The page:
Australia’s CBA sells general insurance unit to South Africa’s Hollard Group for $468m

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By Favour Nnabugwu


Commonwealth Bank has concluded plans to sell its Australian general insurance business to South Africa’s biggest privately-owned insurer Hollard Group, for AS625million an equivalent of $468million..

Australia’s largest lender, which over the past few years has offloaded its life insurance and funds management businesses, will sell CommInsure General Insurance, for an upfront cash consideration of A$625 million ($468 million), plus deferred payments, it said.

The transaction is the latest in a series of sales of underperforming insurance assets by the country’s Big Four banks, as they re-focus on local core operations after a series of scandals ramped up regulatory scrutiny on the sector.

CBA’s life insurance arm was slapped with rare criminal charges in 2019 for unsolicited sales calls, after it was sold to Hong Kong-based AIA Group in 2017.

The lender said it expected the sale would deliver a post-tax gain of A$90 million and further increase its common equity tier 1 capital by about A$400 million, which according to analysts ups the odds that CBA will return extra cash to investors.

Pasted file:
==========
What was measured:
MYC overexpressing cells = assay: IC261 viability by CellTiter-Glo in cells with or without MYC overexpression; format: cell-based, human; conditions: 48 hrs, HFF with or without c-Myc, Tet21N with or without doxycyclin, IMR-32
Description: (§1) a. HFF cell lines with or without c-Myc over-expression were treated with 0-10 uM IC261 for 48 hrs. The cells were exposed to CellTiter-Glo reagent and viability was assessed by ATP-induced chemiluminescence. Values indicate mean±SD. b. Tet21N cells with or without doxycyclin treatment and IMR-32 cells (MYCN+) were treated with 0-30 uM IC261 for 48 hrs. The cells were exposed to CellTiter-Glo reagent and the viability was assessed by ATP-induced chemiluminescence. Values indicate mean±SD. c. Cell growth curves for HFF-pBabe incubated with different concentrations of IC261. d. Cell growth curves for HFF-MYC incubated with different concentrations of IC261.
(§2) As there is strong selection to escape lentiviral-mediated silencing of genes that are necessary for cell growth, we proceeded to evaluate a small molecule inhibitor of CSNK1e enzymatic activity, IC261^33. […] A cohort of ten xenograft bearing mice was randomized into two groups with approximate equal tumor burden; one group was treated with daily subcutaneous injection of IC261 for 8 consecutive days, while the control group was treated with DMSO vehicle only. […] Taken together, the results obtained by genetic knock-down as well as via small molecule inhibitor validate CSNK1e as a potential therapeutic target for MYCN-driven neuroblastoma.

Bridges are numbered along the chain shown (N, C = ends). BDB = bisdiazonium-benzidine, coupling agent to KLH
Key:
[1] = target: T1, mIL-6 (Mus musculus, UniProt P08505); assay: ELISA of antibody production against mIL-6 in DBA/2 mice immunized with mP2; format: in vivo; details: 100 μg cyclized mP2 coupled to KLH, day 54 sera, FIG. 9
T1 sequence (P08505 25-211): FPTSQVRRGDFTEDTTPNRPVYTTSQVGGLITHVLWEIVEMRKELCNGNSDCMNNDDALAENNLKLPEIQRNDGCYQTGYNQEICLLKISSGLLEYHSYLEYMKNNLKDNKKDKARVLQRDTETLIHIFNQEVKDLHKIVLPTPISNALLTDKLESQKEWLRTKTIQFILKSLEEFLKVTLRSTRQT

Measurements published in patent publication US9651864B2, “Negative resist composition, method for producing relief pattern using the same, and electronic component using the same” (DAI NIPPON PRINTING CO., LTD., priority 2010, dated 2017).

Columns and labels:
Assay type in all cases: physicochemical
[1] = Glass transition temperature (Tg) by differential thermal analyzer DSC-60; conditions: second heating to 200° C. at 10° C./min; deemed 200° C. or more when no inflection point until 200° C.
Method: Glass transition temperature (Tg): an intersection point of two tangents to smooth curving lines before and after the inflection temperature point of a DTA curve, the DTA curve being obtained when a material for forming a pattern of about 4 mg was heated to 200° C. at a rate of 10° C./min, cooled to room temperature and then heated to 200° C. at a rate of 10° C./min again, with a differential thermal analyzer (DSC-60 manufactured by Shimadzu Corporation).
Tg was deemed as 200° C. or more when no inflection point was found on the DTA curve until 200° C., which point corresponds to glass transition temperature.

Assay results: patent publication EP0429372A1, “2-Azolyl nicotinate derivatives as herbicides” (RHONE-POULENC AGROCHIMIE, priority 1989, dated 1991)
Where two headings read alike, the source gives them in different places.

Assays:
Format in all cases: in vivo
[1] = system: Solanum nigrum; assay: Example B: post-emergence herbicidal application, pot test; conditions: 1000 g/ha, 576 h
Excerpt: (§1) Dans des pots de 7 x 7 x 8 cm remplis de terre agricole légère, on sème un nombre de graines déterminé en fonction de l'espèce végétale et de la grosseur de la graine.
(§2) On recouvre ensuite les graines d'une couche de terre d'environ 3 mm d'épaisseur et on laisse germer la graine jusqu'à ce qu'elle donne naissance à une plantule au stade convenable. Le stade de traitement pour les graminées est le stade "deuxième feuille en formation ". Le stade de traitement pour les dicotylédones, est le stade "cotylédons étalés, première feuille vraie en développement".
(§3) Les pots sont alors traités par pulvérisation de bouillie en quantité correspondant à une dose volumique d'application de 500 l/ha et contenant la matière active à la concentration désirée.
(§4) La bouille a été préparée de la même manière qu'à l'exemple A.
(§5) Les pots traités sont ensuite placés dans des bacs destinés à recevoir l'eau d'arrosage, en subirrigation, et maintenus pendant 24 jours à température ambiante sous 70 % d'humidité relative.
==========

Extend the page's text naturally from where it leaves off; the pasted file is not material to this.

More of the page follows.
Investors already expect the bank to announce higher dividends and an off-market buyback of about A$5 billion at its August results.

CBA also expects to get a pre-completion dividend.

“We expect this is the last of the major transactions that CBA is likely to undertake to deliver on this simplification,” Goldman Sachs analysts said in a note.

CBA will continue to earn income on the distribution of home and motor insurance products through a new 15-year alliance with Hollard for the distribution of home and motor vehicle insurance products to the bank’s retail customers in Australia.

The deal is expected to be completed by mid-2022 and comes just months after smaller peer Westpac sold its general insurance arm to German insurer Allianz for A$725 million.

Shares in CBA, Australia’s most expensive banking stock, were down 4.5% on Monday, underperforming the broader financial sector that was also 3.4% lower, as hawkish comments by the Federal Reserve last week hurt stocks across Asia

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